Monday, June 18, 2007

The religious right is working to make America more secular:
In a paper in the American Sociological Review, Michael Hout and Claude S. Fischer announced the startling fact that the percentage of Americans who said they had “no religious preference” had doubled in less than 10 years, rising from 7 percent to 14 percent of the population. This unexpected spike wasn’t the result of growing atheism, Hout and Fischer argued; rather, more Americans were distancing themselves from organized religion as “a symbolic statement” against the religious right.
Many Americans are choosing to exchange freedom from eternal damnation for a blatant expression against conservative organized religion. I wonder to what extent the reasoning is something along the lines of if God endorses and condones the likes of Dobson, Falwell, or Robertson, I'd rather be an atheist. Oh, the irony.

Also, there's proof that Democrats should give up their attempts to court the votes of the deeply religious (meaning don't wear religion on one's sleeve while campaigning):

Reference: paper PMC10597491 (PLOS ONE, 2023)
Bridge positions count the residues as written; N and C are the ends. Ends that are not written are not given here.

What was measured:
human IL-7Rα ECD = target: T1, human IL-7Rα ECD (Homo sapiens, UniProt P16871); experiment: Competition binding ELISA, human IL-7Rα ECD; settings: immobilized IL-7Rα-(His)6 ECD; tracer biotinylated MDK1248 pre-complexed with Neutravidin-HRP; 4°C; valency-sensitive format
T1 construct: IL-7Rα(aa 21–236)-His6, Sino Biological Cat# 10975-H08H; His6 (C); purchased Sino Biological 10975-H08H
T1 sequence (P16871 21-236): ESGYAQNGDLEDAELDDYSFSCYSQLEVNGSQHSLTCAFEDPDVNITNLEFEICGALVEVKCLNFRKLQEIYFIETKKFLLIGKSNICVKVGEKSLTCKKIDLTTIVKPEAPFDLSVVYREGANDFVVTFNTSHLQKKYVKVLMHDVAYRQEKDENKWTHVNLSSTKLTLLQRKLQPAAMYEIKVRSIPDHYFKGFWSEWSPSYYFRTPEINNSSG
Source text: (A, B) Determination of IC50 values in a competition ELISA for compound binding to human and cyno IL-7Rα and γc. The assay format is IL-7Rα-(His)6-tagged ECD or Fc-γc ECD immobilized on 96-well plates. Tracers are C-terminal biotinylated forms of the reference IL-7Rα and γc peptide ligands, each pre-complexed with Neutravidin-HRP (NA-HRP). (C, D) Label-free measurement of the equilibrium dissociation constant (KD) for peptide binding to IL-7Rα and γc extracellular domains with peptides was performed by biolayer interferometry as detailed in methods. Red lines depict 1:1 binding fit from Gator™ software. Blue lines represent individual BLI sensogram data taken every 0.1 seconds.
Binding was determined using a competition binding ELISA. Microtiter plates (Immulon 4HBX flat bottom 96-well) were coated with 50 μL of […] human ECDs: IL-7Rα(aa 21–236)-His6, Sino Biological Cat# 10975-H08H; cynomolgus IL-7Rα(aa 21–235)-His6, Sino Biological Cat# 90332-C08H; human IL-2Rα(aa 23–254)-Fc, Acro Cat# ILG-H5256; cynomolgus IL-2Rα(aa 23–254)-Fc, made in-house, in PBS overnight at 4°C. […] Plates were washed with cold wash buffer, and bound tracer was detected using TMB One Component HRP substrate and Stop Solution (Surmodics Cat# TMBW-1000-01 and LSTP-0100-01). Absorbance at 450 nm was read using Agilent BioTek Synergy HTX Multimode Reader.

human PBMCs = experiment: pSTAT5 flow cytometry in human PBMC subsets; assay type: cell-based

Liberals have spent much of the past six years straining to cut into the GOP’s advantage among religious voters. But when the Democrats finally shattered the Republican majority in the 2006 midterms, it was their consolidation of the secular vote that helped put them over the top. Despite all their efforts to close the God gap, the Democrats managed barely any gains among frequent churchgoers last November—but their share of the vote among Americans who never attend church at all leaped to 67 percent, from 55 percent in 2002.
Democrats should stick to the issues and ease up on the religion talk. The growth is apparently away from religion anyway thanks to the intolerant, hateful Dobson/Falwell/Robertson sect.

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